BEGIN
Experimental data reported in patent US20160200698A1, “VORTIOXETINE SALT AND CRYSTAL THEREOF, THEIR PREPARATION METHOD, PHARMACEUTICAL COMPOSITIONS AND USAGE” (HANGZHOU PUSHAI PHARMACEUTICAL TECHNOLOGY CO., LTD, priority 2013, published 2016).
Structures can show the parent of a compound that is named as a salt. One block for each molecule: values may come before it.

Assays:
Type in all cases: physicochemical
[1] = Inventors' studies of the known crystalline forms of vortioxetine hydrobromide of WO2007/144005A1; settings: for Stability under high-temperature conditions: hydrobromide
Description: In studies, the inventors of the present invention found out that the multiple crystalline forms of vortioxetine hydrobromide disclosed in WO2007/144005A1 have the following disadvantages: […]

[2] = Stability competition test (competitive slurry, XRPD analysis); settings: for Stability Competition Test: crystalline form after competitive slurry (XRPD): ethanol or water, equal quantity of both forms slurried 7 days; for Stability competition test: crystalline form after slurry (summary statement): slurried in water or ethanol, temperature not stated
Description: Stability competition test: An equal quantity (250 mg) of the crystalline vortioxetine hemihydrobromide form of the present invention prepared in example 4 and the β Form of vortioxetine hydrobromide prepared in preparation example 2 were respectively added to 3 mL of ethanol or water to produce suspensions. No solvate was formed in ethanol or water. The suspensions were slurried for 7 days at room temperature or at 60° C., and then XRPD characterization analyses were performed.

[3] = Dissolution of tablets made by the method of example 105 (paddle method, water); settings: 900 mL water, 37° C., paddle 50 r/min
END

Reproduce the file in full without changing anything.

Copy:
Experimental data reported in patent US20160200698A1, “VORTIOXETINE SALT AND CRYSTAL THEREOF, THEIR PREPARATION METHOD, PHARMACEUTICAL COMPOSITIONS AND USAGE” (HANGZHOU PUSHAI PHARMACEUTICAL TECHNOLOGY CO., LTD, priority 2013, published 2016).
Structures can show the parent of a compound that is named as a salt. One block for each molecule: values may come before it.

Assays:
Type in all cases: physicochemical
[1] = Inventors' studies of the known crystalline forms of vortioxetine hydrobromide of WO2007/144005A1; settings: for Stability under high-temperature conditions: hydrobromide
Description: In studies, the inventors of the present invention found out that the multiple crystalline forms of vortioxetine hydrobromide disclosed in WO2007/144005A1 have the following disadvantages: […]

[2] = Stability competition test (competitive slurry, XRPD analysis); settings: for Stability Competition Test: crystalline form after competitive slurry (XRPD): ethanol or water, equal quantity of both forms slurried 7 days; for Stability competition test: crystalline form after slurry (summary statement): slurried in water or ethanol, temperature not stated
Description: Stability competition test: An equal quantity (250 mg) of the crystalline vortioxetine hemihydrobromide form of the present invention prepared in example 4 and the β Form of vortioxetine hydrobromide prepared in preparation example 2 were respectively added to 3 mL of ethanol or water to produce suspensions. No solvate was formed in ethanol or water. The suspensions were slurried for 7 days at room temperature or at 60° C., and then XRPD characterization analyses were performed.

[3] = Dissolution of tablets made by the method of example 105 (paddle method, water); settings: 900 mL water, 37° C., paddle 50 r/min